On Saturday 12th we will be offering 5 for £20 on our seasonal dishes which currently include Breadsource bread, City Fish sardines, Pickerings chipolatas, Norfolk Preserves ketchup and an abundance of freshly harvested greens. We’ve also sourced a Colmans mustard exclusive to the Mustard Shop over the way in the Royal Arcade. Do come and challenge us on where to go to take any of the ingredients of our recipes home with you, as we can guarantee they won’t be much farther than the market next door! And we’ll also be offering £3 a pint on our local ales for washing your food down…

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On Sunday 13th we are delighted to welcome back one of our favourite independent restaurants ‘The Maddermarket Kitchen’ for a one-off Sunday roast pop-up special. Expect a choice of three local meats and one vegetarian dish and we’ll be providing the Bloody Marys. Book now to avoid disappointment by ringing 01603 460558.


For more information on the Norwich Food and Drink Festival see

For more information on The Maddermarket Kitchen see

And finally for a taster of what’s on offer here in September click here for our menu.

Hope to see you then if not before!

The City Of Ale is Coming….

The City of Ale festival has become part of every ale drinker in the county’s yearly calendar. Growing in strength and support every year, the dedicated team behind it have worked to ensure the recognition of the incredible talent behind a great array of local breweries.

As we hung out the bunting in celebration last week, attention turned to organising some extra special events for this year…


On Thursday May 28th we are delighted to welcome back head brewer from Lacons Will to talk about the rise of Lacons and their range of beers with tastings and samples. He’ll also be discussing home brewing and the process from start to finish of creating your own beer. Surely a must for any budding future brewer in the making!


On Friday 29th May the head Brewer from St Peters Brewery coming in to discuss the St Peters Brewery with a blind tasting, quiz and lots of St Peters beer and goodies to be won!


We do hope you will be able to join us throughout the festival which runs from the 21st to the 31st May.

Please see our facebook events here for further info and to invite guests.

For more information on the City Of Ale click here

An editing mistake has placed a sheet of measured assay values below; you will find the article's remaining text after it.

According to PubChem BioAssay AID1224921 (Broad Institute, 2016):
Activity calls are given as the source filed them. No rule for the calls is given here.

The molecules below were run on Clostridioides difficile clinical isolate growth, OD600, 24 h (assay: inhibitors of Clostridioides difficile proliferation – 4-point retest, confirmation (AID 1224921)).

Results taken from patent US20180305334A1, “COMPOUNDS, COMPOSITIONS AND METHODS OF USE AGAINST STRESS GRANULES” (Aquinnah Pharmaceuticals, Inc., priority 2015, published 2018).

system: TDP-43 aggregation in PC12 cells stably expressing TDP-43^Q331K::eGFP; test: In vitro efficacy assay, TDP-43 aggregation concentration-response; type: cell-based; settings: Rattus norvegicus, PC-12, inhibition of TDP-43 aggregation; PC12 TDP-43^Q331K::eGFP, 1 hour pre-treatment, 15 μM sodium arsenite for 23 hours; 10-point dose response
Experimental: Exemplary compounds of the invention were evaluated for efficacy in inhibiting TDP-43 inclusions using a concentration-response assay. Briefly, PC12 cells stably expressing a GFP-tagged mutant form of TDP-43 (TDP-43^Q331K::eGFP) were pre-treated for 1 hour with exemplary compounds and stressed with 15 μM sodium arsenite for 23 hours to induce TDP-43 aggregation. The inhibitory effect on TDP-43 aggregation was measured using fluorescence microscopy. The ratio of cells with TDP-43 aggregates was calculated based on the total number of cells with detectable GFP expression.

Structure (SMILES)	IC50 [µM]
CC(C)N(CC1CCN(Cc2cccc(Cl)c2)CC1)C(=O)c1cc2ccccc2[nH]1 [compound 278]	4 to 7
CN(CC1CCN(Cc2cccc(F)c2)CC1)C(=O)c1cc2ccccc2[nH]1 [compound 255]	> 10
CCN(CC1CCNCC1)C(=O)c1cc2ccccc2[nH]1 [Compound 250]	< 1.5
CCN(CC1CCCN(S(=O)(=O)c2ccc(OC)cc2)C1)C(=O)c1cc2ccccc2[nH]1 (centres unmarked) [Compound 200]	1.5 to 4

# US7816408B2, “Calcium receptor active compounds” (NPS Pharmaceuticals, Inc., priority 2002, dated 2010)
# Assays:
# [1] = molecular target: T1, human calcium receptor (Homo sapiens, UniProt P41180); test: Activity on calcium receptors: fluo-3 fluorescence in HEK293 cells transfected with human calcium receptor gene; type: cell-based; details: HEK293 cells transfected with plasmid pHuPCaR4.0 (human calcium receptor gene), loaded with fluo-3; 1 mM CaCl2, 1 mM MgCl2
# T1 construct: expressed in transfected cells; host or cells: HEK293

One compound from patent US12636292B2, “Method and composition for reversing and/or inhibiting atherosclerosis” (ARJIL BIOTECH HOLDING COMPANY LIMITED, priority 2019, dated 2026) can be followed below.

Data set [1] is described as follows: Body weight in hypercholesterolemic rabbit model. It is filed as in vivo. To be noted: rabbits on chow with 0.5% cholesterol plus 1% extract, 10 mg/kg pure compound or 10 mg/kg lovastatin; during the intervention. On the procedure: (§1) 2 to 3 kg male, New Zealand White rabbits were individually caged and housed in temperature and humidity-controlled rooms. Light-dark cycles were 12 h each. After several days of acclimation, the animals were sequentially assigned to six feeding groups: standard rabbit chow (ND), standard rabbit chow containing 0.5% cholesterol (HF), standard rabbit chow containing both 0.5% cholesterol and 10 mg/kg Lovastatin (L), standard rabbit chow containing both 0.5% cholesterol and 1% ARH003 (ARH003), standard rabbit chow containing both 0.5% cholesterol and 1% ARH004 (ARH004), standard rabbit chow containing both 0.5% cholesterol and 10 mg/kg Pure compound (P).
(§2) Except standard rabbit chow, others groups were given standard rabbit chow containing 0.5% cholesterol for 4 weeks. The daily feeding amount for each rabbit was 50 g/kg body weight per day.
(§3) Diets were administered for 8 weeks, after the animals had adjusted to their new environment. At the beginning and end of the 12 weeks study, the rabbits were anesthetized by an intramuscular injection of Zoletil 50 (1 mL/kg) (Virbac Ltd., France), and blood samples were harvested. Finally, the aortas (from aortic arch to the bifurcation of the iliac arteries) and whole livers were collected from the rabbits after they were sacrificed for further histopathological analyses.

Fifty Pounds Gin…

This mysterious dark bottle has been causing quite a kerfuffle in the pub recently…  an exquisite gin with an intriguing history:

‘When William of Orange prohibited the importing of alcohol to England in the early Eighteenth Century, so began the production and consumption of (domestic) English gin by huge numbers of distillers, the majority being of dubious quality.

Its popularity was such, especially amongst the poor, that gin was distilled and sold in one fifth of all London homes. This excessive and uncontrolled consumption provoked a rapid degradation of society, a period given the name the Gin Craze.

Shortly after the Gin Act 1736 a family of independent London Distillers came up with an original gin recipe, known ironically amongst themselves as ‘Fifty Pounds’ in honour of the Gin Act levy, which was characterised by its particular smoothness and flavour.

The recipe remained hidden for generations, until the descendants of those pioneering master distillers rescued it from oblivion and re-discovered its extraordinary qualities.

Fifty Pounds Gin is produced in a small and legendary distillery located in the south-east of London, with a tradition of more than two centuries behind it. The method is carried out in a still manufactured by the legendary John Dore & Co Limited, in which a perfectly balanced, secret combination of herbs, spices, fruits and flowers, together with grain spirit (a neutral alcohol, previously distilled four times to achieve a greater purity) is distilled.’


Try Fifty Pounds gin here now for £4.20, believe us it’s worth every penny.

For more information on Fifty Pounds gin click here. 

Only in this way is the unique & complex personality of Fifty Pounds achieved.

The Spirits of Adnams…. by Georgia Gerson

Two weeks ago the team at the Sir Garnet went on a research trip to the Adnams Copper House distillery in Southwold. Here is Georgia’s account of the experience:

‘Walking up to the Copper House distillery, one is confronted through the windows a vast piece of machinery that looks like something straight out of Willy Wonka’s chocolate factory. Our very able tour guide Mandy had worked for thirty years in a distillery in Zimbabwe before joining Adnams, and her knowledge of and passion for spirits was evident from the start. She told us the distilling machine, which comprised of tall copper towers entangled with lengths of silver pipes and ship-like portholes, had been a £700,000 investment when the distillery was conceived four years previously.